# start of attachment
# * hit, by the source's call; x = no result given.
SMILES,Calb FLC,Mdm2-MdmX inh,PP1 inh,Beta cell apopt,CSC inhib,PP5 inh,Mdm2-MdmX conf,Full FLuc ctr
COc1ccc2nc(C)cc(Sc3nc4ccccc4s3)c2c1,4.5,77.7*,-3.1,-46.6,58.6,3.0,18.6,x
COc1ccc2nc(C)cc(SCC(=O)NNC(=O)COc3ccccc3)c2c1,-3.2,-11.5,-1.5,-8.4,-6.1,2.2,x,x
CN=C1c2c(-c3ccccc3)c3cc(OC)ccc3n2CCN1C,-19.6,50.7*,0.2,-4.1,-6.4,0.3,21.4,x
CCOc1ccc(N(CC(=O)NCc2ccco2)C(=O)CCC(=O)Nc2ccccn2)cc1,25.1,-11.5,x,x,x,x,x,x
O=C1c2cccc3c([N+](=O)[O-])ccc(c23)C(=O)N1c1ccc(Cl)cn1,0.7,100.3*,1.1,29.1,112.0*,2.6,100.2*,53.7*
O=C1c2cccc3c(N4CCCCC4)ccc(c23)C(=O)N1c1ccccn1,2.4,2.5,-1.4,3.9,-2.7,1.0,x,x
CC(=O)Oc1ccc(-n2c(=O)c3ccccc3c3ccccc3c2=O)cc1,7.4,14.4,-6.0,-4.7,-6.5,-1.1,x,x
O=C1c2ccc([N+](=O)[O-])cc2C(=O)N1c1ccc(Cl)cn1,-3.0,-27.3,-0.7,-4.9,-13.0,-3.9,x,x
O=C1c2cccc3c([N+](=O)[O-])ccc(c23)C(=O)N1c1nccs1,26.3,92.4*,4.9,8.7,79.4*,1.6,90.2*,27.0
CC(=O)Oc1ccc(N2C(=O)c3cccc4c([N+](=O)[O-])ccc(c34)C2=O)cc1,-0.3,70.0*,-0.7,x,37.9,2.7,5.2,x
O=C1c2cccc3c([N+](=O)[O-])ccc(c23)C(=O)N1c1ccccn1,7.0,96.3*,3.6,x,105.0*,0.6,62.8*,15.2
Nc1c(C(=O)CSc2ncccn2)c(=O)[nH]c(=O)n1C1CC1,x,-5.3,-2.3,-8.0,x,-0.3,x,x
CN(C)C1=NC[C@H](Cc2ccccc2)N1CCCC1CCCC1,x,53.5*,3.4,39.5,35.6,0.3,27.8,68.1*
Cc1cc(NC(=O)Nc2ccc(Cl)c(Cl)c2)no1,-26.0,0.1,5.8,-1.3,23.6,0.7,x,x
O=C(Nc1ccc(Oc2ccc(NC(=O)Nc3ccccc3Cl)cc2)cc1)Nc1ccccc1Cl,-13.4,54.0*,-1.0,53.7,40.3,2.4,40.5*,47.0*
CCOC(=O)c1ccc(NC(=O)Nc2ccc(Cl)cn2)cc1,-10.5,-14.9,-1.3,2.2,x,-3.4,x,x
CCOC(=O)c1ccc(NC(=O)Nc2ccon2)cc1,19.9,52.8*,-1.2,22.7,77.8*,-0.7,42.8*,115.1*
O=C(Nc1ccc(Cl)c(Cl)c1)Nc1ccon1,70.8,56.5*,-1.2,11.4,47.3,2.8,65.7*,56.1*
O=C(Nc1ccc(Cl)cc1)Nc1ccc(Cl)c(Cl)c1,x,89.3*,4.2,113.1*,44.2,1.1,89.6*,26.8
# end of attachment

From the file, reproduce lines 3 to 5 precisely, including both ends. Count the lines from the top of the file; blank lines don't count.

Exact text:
COc1ccc2nc(C)cc(Sc3nc4ccccc4s3)c2c1,4.5,77.7*,-3.1,-46.6,58.6,3.0,18.6,x
COc1ccc2nc(C)cc(SCC(=O)NNC(=O)COc3ccccc3)c2c1,-3.2,-11.5,-1.5,-8.4,-6.1,2.2,x,x
CN=C1c2c(-c3ccccc3)c3cc(OC)ccc3n2CCN1C,-19.6,50.7*,0.2,-4.1,-6.4,0.3,21.4,x